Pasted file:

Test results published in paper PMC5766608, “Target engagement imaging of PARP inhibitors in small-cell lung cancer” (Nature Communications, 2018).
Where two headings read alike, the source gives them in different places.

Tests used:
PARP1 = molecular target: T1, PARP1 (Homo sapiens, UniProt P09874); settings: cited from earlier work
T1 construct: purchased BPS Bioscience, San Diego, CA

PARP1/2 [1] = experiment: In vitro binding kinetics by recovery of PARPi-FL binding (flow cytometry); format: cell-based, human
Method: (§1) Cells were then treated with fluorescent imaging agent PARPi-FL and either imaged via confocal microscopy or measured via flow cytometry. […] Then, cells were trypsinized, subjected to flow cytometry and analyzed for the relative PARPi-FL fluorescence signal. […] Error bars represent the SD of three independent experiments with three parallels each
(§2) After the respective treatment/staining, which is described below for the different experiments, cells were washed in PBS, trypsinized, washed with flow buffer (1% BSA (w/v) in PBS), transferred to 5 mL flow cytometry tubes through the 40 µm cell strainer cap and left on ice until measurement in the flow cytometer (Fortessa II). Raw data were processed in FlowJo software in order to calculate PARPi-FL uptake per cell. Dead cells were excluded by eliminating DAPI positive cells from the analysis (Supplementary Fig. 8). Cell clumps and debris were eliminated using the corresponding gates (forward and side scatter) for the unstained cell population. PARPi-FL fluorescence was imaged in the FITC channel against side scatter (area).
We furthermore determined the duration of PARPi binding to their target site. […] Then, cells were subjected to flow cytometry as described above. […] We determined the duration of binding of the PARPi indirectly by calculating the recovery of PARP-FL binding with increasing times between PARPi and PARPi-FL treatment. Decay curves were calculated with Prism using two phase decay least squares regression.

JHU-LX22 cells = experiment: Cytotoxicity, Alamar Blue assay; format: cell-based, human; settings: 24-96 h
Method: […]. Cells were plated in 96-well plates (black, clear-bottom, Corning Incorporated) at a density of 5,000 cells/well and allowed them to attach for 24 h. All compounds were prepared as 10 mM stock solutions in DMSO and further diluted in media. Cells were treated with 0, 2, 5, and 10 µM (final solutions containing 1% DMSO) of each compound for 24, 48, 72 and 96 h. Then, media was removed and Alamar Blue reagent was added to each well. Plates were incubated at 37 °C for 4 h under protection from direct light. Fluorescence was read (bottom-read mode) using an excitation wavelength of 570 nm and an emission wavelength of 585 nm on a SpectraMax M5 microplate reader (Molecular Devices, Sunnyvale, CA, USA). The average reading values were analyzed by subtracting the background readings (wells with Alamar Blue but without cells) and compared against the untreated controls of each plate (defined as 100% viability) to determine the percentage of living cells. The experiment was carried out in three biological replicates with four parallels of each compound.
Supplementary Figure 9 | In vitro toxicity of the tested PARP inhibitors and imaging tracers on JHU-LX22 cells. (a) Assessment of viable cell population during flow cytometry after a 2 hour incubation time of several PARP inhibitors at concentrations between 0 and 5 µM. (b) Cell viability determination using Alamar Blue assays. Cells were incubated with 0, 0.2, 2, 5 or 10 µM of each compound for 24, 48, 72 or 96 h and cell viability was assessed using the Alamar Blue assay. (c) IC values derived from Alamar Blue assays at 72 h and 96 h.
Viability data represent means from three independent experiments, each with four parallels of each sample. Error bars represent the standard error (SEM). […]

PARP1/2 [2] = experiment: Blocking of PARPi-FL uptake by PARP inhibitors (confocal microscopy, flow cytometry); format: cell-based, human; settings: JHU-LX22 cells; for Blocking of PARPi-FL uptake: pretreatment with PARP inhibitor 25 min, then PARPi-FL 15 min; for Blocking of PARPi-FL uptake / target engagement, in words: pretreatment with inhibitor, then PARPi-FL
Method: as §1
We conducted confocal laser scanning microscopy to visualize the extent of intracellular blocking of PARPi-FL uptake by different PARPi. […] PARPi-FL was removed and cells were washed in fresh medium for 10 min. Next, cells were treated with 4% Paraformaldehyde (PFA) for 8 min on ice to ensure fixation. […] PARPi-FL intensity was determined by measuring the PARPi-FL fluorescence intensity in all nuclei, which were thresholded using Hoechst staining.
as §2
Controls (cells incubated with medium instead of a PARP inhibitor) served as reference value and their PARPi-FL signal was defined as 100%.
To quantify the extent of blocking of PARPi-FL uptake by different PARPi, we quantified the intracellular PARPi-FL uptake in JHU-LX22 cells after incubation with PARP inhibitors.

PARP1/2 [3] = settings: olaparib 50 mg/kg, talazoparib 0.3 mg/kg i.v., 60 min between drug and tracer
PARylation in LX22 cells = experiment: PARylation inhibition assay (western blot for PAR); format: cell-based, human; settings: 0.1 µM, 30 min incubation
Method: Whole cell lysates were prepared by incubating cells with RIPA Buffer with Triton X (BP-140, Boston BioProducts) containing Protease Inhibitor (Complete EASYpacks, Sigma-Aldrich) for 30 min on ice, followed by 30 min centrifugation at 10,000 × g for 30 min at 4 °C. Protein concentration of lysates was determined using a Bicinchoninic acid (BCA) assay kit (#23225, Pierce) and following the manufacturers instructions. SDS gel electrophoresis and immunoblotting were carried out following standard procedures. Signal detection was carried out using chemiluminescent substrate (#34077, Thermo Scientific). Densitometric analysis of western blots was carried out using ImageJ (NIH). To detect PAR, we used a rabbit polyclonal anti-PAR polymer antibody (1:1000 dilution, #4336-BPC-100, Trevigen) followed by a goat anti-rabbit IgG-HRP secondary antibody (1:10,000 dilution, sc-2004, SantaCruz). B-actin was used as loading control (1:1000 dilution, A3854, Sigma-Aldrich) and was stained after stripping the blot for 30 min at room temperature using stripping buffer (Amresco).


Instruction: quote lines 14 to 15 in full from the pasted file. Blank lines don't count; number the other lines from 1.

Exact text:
PARP1/2 [2] = experiment: Blocking of PARPi-FL uptake by PARP inhibitors (confocal microscopy, flow cytometry); format: cell-based, human; settings: JHU-LX22 cells; for Blocking of PARPi-FL uptake: pretreatment with PARP inhibitor 25 min, then PARPi-FL 15 min; for Blocking of PARPi-FL uptake / target engagement, in words: pretreatment with inhibitor, then PARPi-FL
Method: as §1